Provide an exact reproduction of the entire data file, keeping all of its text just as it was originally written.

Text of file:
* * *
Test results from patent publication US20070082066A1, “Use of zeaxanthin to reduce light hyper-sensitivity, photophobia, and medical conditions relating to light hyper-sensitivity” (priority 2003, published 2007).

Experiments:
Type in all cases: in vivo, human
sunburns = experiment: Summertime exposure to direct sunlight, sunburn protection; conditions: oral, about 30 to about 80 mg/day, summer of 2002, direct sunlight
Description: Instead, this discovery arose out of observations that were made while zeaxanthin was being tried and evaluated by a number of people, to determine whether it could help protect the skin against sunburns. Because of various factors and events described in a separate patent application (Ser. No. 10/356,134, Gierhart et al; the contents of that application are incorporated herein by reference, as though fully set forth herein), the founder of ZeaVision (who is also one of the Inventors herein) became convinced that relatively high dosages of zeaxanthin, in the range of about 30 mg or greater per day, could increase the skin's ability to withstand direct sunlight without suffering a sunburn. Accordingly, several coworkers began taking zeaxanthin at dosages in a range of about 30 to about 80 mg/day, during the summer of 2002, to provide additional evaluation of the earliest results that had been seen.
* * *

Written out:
Test results from patent publication US20070082066A1, “Use of zeaxanthin to reduce light hyper-sensitivity, photophobia, and medical conditions relating to light hyper-sensitivity” (priority 2003, published 2007).

Experiments:
Type in all cases: in vivo, human
sunburns = experiment: Summertime exposure to direct sunlight, sunburn protection; conditions: oral, about 30 to about 80 mg/day, summer of 2002, direct sunlight
Description: Instead, this discovery arose out of observations that were made while zeaxanthin was being tried and evaluated by a number of people, to determine whether it could help protect the skin against sunburns. Because of various factors and events described in a separate patent application (Ser. No. 10/356,134, Gierhart et al; the contents of that application are incorporated herein by reference, as though fully set forth herein), the founder of ZeaVision (who is also one of the Inventors herein) became convinced that relatively high dosages of zeaxanthin, in the range of about 30 mg or greater per day, could increase the skin's ability to withstand direct sunlight without suffering a sunburn. Accordingly, several coworkers began taking zeaxanthin at dosages in a range of about 30 to about 80 mg/day, during the summer of 2002, to provide additional evaluation of the earliest results that had been seen.